The H-1B visa, popular among Indian IT companies and professionals, is a non-immigrant visa that allows US companies to employ foreign workers in speciality occupations that require theoretical or technical expertise.
The US’ immigration agency has said that it would rescind a 2018 Trump-era policy that allowed immigration officers to reject visa applications, including the H1-B, instead of first issuing a notice of intent to deny to the applicants, a decision which will reduce barriers to “legal immigration”.
The H-1B visa, popular among Indian IT companies and professionals, is a non-immigrant visa that allows US companies to employ foreign workers in speciality occupations that require theoretical or technical expertise. Technology companies depend on it to hire tens of thousands of employees each year from countries like India and China.
There are other immigrant visas as well which were impacted by the Trump-era policy, like the L1, H-2B, J-1, J-2, I, F and O.
The US Citizenship and Immigration Services (USCIS) said in a statement on Wednesday that it was updating its policies around expedited processing of applications, changing the guidance around Requests for Evidence (RFEs) and Notices of Intent to Deny (NOIDs), and increasing the validity period for certain Employment Authorisation Documents (EADs).
The USCIS is returning to the adjudicative principles of a June 2013 memo that instructed agency officers to issue a request for evidence or notice of intent to deny when additional evidence could potentially demonstrate eligibility for an immigration benefit, the immigration agency said in a statement on Wednesday.
As part of the updated RFE and NOID policy, the USCIS is rescinding a July 2018 memo that permitted agency officers to deny certain immigration benefit requests instead of first issuing an RFE or NOID, it said.
This updated policy will ensure those benefit requestors are given an opportunity to correct innocent mistakes and unintentional omissions. In general, a USCIS officer will issue an RFE or NOID when the officer determines additional information or explanation that may potentially establish eligibility for an immigration benefit.
We are taking action to eliminate policies that fail to promote access to the legal immigration system and will continue to make improvements that help individuals navigate the path to citizenship, and that modernise our immigration system, said Secretary of Homeland Security Alejandro N. Mayorkas.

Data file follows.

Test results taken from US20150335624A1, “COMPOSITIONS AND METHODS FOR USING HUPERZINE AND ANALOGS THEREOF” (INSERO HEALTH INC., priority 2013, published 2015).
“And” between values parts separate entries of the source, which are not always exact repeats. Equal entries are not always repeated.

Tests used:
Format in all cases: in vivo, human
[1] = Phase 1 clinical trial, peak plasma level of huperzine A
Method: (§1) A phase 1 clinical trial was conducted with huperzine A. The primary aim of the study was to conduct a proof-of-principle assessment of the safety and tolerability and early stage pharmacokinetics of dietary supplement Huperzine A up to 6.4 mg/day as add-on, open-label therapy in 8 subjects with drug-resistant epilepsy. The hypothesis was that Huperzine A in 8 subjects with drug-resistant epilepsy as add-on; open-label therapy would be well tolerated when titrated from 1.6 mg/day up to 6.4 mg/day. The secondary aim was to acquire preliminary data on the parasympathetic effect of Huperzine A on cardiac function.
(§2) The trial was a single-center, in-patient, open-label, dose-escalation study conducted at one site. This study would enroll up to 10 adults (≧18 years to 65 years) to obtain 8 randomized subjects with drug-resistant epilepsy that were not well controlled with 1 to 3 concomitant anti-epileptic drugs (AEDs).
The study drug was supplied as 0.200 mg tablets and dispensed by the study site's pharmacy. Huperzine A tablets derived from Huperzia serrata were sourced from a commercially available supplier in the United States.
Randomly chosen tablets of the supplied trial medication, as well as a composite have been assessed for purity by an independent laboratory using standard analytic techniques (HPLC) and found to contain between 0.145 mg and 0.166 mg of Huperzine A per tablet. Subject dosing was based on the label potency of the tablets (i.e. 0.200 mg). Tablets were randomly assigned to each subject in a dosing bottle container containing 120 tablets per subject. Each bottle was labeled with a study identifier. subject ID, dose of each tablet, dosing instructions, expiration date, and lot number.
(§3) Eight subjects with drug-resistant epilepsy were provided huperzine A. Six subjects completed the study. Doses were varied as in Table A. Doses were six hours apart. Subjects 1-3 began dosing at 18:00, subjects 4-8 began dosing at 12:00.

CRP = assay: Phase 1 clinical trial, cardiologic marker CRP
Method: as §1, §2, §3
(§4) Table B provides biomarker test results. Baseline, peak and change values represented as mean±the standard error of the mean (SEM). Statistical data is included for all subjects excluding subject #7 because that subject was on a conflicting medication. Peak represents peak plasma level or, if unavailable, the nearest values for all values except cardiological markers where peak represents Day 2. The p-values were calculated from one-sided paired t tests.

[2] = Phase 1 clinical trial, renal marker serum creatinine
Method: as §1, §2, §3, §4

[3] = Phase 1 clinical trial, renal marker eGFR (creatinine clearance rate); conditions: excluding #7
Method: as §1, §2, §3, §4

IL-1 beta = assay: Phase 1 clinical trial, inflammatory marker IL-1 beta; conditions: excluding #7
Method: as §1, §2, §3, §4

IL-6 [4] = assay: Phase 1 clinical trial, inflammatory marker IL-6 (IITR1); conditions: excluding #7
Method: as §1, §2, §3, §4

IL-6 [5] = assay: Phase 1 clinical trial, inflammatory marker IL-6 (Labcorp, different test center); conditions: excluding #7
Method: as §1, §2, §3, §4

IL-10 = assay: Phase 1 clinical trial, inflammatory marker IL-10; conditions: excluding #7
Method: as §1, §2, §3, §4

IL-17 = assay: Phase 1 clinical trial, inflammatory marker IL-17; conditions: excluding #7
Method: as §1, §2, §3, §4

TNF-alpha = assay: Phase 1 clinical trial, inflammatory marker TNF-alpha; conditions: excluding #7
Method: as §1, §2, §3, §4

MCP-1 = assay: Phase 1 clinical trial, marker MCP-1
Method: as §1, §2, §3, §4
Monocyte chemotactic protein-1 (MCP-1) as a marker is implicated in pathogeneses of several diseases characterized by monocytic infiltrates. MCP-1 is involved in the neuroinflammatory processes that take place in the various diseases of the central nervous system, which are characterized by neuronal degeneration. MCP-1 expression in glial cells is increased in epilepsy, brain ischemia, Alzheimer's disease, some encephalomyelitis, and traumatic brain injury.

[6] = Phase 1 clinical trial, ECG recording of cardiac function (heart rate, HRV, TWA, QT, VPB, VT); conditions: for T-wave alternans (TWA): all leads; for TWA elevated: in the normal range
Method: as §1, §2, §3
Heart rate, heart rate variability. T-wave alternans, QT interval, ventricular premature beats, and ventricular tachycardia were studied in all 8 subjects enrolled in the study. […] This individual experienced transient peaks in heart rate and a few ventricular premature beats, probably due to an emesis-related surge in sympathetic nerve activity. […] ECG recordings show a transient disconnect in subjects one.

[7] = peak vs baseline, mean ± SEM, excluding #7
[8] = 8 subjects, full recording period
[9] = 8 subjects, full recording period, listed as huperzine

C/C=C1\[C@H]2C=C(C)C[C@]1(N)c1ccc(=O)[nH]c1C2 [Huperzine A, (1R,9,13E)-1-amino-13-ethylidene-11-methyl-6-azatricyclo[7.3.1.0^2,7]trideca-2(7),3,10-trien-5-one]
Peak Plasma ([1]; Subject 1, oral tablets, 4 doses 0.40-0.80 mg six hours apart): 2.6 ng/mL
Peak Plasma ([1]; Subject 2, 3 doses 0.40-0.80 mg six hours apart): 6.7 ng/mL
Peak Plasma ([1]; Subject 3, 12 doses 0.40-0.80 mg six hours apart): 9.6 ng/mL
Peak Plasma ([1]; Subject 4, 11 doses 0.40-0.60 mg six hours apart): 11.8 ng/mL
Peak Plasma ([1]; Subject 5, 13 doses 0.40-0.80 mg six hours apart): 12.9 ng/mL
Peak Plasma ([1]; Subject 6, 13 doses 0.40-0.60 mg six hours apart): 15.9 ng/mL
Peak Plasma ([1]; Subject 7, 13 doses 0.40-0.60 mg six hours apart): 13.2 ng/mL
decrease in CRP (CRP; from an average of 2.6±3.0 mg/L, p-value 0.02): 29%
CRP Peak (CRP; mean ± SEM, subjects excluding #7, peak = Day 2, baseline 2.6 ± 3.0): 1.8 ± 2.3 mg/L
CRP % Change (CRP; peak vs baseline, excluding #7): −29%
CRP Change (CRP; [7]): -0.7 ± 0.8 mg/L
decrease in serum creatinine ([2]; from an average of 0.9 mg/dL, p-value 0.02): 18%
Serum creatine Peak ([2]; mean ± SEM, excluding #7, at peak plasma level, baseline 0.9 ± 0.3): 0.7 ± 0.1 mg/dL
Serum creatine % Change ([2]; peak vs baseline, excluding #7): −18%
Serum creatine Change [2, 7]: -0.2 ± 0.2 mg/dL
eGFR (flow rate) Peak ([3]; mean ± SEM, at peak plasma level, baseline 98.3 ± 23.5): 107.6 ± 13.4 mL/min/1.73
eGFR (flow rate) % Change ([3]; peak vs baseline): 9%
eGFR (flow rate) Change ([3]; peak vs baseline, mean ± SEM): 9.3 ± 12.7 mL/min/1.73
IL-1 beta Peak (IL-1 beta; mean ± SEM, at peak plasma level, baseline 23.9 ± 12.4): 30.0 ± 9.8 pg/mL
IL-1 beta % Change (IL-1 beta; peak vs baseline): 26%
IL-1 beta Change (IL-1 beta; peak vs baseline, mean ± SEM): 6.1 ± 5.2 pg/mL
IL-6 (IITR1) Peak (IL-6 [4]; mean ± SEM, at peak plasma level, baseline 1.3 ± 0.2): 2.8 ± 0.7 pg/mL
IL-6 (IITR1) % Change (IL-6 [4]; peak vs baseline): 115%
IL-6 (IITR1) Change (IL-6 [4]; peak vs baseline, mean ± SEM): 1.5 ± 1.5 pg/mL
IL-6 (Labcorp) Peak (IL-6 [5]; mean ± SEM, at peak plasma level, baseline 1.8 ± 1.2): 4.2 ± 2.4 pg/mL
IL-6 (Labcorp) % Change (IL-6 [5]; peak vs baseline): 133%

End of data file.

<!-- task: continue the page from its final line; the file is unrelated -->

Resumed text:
These policy measures are consistent with the Biden-Harris administration’s priorities to eliminate unnecessary barriers to our nation’s legal immigration system and reduce burdens on non-citizens who may be eligible for immigration benefits, said Acting USCIS Director Tracy Renaud.
USCIS is committed to promoting policies and procedures that ensure we operate in a fair, efficient, and humane manner that reflects America’s heritage as a land of opportunity for those who seek it.
According to the 2018 policy, the USCIS adjudicators had full discretion to deny applications, petitions, and requests without first issuing an RFE or NOID, when required initial evidence is not submitted or the evidence of record fails to establish eligibility.
The USCIS also said that they will increase the current one-year validity period on both initial and renewal EADs to two years for certain adjustment of status applicants. Increasing the validity period on EADs for certain adjustment applicants is expected to reduce the number of employment authorisation requests USCIS receives and allow the agency to shift limited resources to other priority areas.
(Except for the headline, this story has not been edited by our staff and is published from a syndicated feed.)